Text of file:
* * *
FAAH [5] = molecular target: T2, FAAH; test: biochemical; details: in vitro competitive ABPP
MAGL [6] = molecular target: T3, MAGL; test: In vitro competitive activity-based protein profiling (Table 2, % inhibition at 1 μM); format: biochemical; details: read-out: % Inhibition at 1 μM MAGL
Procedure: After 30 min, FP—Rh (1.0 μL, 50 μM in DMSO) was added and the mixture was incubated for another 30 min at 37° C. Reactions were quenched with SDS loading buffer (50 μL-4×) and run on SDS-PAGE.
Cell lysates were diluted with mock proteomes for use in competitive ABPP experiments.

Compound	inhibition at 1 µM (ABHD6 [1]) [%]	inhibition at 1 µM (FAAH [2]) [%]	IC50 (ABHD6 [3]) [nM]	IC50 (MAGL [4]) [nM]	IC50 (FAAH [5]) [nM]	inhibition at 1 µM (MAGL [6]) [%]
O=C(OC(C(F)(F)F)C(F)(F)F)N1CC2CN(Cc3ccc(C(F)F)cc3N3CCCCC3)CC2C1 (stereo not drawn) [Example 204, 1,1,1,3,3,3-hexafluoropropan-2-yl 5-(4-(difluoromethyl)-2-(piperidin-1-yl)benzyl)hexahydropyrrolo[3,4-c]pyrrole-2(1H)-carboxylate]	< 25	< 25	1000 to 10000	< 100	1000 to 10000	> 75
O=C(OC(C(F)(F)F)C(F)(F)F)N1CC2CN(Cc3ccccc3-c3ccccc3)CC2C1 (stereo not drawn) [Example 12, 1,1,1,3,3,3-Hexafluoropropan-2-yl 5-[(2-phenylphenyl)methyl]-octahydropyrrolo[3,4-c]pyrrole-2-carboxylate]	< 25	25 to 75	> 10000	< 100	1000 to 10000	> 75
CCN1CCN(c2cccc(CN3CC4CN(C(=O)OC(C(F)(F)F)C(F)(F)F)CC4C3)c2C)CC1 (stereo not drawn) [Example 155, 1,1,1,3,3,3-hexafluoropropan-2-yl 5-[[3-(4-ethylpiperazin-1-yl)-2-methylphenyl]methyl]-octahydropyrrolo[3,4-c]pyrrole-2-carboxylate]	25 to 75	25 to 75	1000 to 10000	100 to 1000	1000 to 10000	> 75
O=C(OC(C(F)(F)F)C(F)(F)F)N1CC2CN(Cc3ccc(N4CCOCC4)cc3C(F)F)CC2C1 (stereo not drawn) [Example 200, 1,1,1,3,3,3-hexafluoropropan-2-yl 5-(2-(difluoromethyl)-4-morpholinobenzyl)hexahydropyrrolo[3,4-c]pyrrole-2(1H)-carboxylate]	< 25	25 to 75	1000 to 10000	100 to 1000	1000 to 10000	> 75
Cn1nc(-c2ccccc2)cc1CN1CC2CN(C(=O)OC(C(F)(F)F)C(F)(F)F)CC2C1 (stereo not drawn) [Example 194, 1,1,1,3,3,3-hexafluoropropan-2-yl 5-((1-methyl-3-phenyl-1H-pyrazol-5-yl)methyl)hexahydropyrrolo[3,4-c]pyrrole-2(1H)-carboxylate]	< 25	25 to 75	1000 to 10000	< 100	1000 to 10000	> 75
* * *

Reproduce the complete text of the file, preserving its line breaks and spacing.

FAAH [5] = molecular target: T2, FAAH; test: biochemical; details: in vitro competitive ABPP
MAGL [6] = molecular target: T3, MAGL; test: In vitro competitive activity-based protein profiling (Table 2, % inhibition at 1 μM); format: biochemical; details: read-out: % Inhibition at 1 μM MAGL
Procedure: After 30 min, FP—Rh (1.0 μL, 50 μM in DMSO) was added and the mixture was incubated for another 30 min at 37° C. Reactions were quenched with SDS loading buffer (50 μL-4×) and run on SDS-PAGE.
Cell lysates were diluted with mock proteomes for use in competitive ABPP experiments.

Compound	inhibition at 1 µM (ABHD6 [1]) [%]	inhibition at 1 µM (FAAH [2]) [%]	IC50 (ABHD6 [3]) [nM]	IC50 (MAGL [4]) [nM]	IC50 (FAAH [5]) [nM]	inhibition at 1 µM (MAGL [6]) [%]
O=C(OC(C(F)(F)F)C(F)(F)F)N1CC2CN(Cc3ccc(C(F)F)cc3N3CCCCC3)CC2C1 (stereo not drawn) [Example 204, 1,1,1,3,3,3-hexafluoropropan-2-yl 5-(4-(difluoromethyl)-2-(piperidin-1-yl)benzyl)hexahydropyrrolo[3,4-c]pyrrole-2(1H)-carboxylate]	< 25	< 25	1000 to 10000	< 100	1000 to 10000	> 75
O=C(OC(C(F)(F)F)C(F)(F)F)N1CC2CN(Cc3ccccc3-c3ccccc3)CC2C1 (stereo not drawn) [Example 12, 1,1,1,3,3,3-Hexafluoropropan-2-yl 5-[(2-phenylphenyl)methyl]-octahydropyrrolo[3,4-c]pyrrole-2-carboxylate]	< 25	25 to 75	> 10000	< 100	1000 to 10000	> 75
CCN1CCN(c2cccc(CN3CC4CN(C(=O)OC(C(F)(F)F)C(F)(F)F)CC4C3)c2C)CC1 (stereo not drawn) [Example 155, 1,1,1,3,3,3-hexafluoropropan-2-yl 5-[[3-(4-ethylpiperazin-1-yl)-2-methylphenyl]methyl]-octahydropyrrolo[3,4-c]pyrrole-2-carboxylate]	25 to 75	25 to 75	1000 to 10000	100 to 1000	1000 to 10000	> 75
O=C(OC(C(F)(F)F)C(F)(F)F)N1CC2CN(Cc3ccc(N4CCOCC4)cc3C(F)F)CC2C1 (stereo not drawn) [Example 200, 1,1,1,3,3,3-hexafluoropropan-2-yl 5-(2-(difluoromethyl)-4-morpholinobenzyl)hexahydropyrrolo[3,4-c]pyrrole-2(1H)-carboxylate]	< 25	25 to 75	1000 to 10000	100 to 1000	1000 to 10000	> 75
Cn1nc(-c2ccccc2)cc1CN1CC2CN(C(=O)OC(C(F)(F)F)C(F)(F)F)CC2C1 (stereo not drawn) [Example 194, 1,1,1,3,3,3-hexafluoropropan-2-yl 5-((1-methyl-3-phenyl-1H-pyrazol-5-yl)methyl)hexahydropyrrolo[3,4-c]pyrrole-2(1H)-carboxylate]	< 25	25 to 75	1000 to 10000	< 100	1000 to 10000	> 75